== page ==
No-one gets it right the first time. Mistakes are a part of life. And, if you think about it, the only real mistake you can make is not learning from your mistakes.
Unfortunately for new business owners, entrepreneurs, and agripreneurs, a single mistake can mean the end of a successful venture. So, it is always a good idea to find out what mistakes other businesses have made, and what lessons they have learnt that have led to success.
Let’s look at three big mistakes that can cost you time, money, or even your business…
1. Do it all yourself
The urge is great when you just start out to do everything yourself. It just makes sense, because you need to be frugal and try to save as much money as possible.
For a short while, it may even be a good idea. But every company will reach a point where there aren’t enough hours in the day, or enough skills and expertise, to get everything done.
Agriculture crowd-investment platform, YouFarm, talks about learning this lesson when they were running 5 pilot projects in Zimbabwe.
“There was one common denominator in the 3 failed pilots. US! We were trying to do everything from providing the finance, to managing the farmers, to providing extension services. We ended up over stretching ourselves as opposed to focusing on one thing and doing it well.”
Analysing their failures, they realised, “instead of trying to do everything, we needed to focus on providing a platform that allows people to invest in crops and livestock and share the profits with the farmers when the produce goes to market and leave the management of farmers to the experts.”
Founder Johan Paul Matenga and Co-Founder Kudzai Zhanje went back to the drawing board and created the YouFarm Franchisee Model. By outsourcing the hands-on scouting and farm management to community-based entrepreneurs, their franchisees, they could focus on what they do best.
And the result? “This has profoundly changed the way we now operate. We can now scale faster and reach more farmers,” they say.
2. Go full throttle without a market
South African farmer Bongani Zulu says, “Before planting any crop you must secure a reliable market and plant according to the demand of the market,” in an interview with Food for Mzansi Journalist, Duncan Masiwa.
This is a lesson Bongani learnt the hard way.
Bongani, a maize and sugar bean farmer, correctly predicted a change in the local food markets and a higher demand for vegetables as COVID first started spreading.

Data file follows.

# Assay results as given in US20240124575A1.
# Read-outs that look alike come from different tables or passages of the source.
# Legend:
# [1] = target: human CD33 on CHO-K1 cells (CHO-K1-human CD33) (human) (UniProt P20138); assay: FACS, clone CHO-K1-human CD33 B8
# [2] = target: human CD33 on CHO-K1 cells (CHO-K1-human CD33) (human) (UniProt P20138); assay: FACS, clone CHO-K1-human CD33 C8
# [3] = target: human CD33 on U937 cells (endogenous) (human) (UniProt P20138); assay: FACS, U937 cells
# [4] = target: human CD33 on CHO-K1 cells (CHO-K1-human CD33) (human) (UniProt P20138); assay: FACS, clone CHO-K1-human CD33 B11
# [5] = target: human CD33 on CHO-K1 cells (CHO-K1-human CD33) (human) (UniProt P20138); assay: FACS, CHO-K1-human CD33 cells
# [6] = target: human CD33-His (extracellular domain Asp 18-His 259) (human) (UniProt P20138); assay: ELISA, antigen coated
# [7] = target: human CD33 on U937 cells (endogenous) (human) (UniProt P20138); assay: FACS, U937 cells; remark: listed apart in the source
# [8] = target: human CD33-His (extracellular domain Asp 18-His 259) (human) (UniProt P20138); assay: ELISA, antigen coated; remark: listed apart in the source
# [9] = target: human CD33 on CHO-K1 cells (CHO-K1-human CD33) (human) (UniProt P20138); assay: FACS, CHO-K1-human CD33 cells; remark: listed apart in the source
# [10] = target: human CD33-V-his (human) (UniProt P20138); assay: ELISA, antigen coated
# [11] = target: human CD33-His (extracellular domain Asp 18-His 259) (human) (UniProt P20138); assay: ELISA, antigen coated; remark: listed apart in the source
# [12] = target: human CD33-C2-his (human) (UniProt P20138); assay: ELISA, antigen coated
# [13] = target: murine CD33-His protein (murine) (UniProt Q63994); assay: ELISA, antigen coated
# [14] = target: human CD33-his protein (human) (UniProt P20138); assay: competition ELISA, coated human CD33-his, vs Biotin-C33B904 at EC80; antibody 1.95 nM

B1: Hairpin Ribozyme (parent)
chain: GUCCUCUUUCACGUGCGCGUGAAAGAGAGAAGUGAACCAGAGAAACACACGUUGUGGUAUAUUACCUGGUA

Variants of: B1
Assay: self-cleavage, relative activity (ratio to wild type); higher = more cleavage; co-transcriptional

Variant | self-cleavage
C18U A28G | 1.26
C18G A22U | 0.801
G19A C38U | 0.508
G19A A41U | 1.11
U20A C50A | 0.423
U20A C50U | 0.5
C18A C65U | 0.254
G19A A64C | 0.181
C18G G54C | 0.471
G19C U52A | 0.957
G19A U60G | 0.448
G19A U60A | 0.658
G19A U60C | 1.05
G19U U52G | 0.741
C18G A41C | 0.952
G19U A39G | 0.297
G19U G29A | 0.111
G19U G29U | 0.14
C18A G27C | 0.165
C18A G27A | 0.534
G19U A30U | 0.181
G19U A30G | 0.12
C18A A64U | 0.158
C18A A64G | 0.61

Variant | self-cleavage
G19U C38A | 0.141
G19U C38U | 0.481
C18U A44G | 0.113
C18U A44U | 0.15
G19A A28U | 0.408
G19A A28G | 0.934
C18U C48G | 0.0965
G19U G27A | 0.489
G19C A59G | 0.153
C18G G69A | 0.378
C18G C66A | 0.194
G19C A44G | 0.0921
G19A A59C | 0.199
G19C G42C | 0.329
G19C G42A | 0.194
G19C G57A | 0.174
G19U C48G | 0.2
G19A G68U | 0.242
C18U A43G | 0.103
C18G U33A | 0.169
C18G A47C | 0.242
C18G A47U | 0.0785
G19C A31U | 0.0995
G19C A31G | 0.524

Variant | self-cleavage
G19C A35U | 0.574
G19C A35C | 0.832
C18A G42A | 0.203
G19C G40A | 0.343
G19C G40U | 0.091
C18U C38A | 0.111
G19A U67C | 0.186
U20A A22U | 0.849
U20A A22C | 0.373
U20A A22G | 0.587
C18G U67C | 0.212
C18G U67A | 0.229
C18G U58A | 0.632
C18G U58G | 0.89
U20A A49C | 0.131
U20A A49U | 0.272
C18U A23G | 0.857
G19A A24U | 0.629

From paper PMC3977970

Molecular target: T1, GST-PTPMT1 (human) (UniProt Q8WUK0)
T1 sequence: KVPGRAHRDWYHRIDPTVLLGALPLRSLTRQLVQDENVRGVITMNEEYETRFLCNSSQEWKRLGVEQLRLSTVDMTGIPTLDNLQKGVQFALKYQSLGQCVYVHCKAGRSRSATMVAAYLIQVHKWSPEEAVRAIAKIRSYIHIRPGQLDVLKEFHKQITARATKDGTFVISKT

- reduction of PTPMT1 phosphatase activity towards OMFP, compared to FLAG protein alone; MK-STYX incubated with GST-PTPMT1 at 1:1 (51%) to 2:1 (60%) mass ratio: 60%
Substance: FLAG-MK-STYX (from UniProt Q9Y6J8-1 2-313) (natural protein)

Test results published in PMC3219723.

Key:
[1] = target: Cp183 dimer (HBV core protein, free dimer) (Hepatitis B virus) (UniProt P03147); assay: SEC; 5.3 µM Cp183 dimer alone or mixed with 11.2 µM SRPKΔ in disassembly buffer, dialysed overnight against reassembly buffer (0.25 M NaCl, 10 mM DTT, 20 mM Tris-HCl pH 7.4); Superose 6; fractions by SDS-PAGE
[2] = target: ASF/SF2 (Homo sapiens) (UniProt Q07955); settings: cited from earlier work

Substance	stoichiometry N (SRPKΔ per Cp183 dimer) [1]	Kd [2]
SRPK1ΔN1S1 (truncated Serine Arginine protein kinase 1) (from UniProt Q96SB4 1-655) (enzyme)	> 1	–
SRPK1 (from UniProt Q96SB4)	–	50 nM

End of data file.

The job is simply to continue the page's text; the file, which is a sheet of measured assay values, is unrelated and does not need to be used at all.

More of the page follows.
So, without ensuring he had a market in place, he planted 30 000 heads of cabbage, anticipating a lucrative sale to government nutrition programmes.
Come harvest time, schools were closed for lockdown, the nutrition programmes didn’t need his cabbages, and “his local informal market was also being flooded with cabbages and spinach.”
Bongani says, “Competition was just too high, and sales were not as expected. I had hoped to sell the cabbages for R10 per head but I was forced to bring it down to as low as R6.”
“I have a business to run, so I can’t dwell on one mistake. Farming is all about taking risks and sometimes they don’t work out. Risks are everywhere, but I can’t give up just because I didn’t like the results. That would make me a coward,” he tells Food for Mzansi.
3. Don’t do the research
Nigerian food producer, processor and delivery service, Simply Green Limited has a slick operation. They provide farm-to-table fruit, vegetables, spices, herbs and organic juices. But it didn’t start off that way.
“I make mistakes every day but not having done enough research when I initially got into agriculture was probably the biggest.”
Speaking to Nelly Murungi from How We Made It in Africa, Simply Green CEO Shola Ladoja, says, “I had to acknowledge I didn’t have a broad knowledge and lacked experience. I was naïve and thought agriculture was about throwing a seed in the ground, leaving it there and it would grow.”
Understanding your industry, your market, and your investors takes lots of research.
Shola says, “I soon realised agriculture was a science. I had to learn about the weather, rainfall, temperature and how to test the soil. I had to know about fungal infections and bacterial infections and what breeds those types of infections. I travelled out of the country for summer breaks and found small farms where I could work for free. I gained knowledge and experience and when I came back to my country, I used it to improve my own farming.”
What mistakes have made you the agripreneur you are today? Are you more positive, more effective and more profitable because of the lessons you have learnt?
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